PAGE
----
A 12-year-old boy who received a kidney from a complete stranger has met the man who changed his life.
Tom Higgs was the first person at London's Great Ormond Street Hospital to receive a kidney from a living donor who wasn't a family member.
Tom met his donor, Roger Sutton, a 53-year-old GP from Portsmouth, after the pair exchanged letters through their transplant co-ordinators.
Tom has suffered from a rare type of kidney disease, atypical haemolytic uraemic syndrome (HUS), since the age of five. It causes kidney failure together with high blood pressure.
The schoolboy, from Ruislip in Greater London, needed dialysis every night for five years.
He was put on the waiting list for a donor following somebody's death when he was eight.
Tom's mother Vicky said: "Those years on dialysis were very stressful and restrictive on our lives.
"I needed to change his dressings before attaching him to the machine and also had to give him weekly injections. It was heartbreaking knowing how much Tom disliked all of this, but we had no choice as his kidneys weren't working and we had to filter his blood."
With a family donor not possible, a kidney from an altruistic living donor was Tom's best option.
Vicky said: "Our lives have changed so much, it's hard to believe. When we heard about the match, we were really surprised that someone would be so selfless."
Roger said his decision to donate was down to 'a quiet conviction that it was the right thing to do'.
He said: "It was a chance to say thank you for all the great things that have happened in my life."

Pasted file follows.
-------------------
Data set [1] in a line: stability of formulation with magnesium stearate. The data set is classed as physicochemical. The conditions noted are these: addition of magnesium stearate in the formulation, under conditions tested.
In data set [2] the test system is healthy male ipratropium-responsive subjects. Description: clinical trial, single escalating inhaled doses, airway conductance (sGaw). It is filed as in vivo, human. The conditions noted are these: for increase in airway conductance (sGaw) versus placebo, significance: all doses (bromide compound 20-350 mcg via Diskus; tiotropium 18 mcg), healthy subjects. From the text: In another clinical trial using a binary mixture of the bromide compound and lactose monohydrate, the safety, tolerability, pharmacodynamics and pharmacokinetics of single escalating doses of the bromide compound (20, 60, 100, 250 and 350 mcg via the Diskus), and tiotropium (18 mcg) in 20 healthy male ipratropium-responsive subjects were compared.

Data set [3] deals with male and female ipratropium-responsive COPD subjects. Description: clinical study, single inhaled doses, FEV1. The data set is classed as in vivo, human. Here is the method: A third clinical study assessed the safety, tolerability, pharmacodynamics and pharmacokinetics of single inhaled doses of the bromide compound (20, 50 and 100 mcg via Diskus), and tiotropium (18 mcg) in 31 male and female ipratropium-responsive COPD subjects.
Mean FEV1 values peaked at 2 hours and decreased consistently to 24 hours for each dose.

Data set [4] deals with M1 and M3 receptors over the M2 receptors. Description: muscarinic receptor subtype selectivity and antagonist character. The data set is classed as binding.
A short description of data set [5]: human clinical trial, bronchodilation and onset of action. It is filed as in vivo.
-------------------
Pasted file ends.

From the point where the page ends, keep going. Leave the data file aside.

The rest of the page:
He had a rigorous assessment before the operation, both mentally and physically.
He was also tested to ensure his remaining kidney would function well.
Dr Stephen Marks, a consultant kidney specialist who leads the kidney transplant programme at Great Ormond Street, said: "We are delighted with Tom's progress since his transplant. Each year up to 36 of our patients undergo kidney transplants but Tom was the first one in our hospital to receive a kidney from a healthy member of the public who was also a complete stranger.
"The numbers of children, young people and adults on the transplant waiting list far outweigh the number of organs that are available for transplant.
"It can sometimes be difficult to find a suitable donor among living relatives and there simply are not enough people on the organ donor register willing to donate after their deaths.
"Altruistic non-directed kidney donation from individuals who are prepared to selflessly undergo a major operation opens up another vital source of organs."
Roger's consultant surgeon, Sam Dutta, said: "The number of altruistic kidney donations has been on the increase here in Portsmouth over the last few years. Since the start of this type of donation in 2007, we have seen 31 altruistic donations.
"This is one of the most selfless acts a person can do and we know that a healthy person can live a perfectly normal life with one good kidney."
The Human Tissue Authority approved 104 altruistic organ donations in 2012-13 compared with 38 the previous year.
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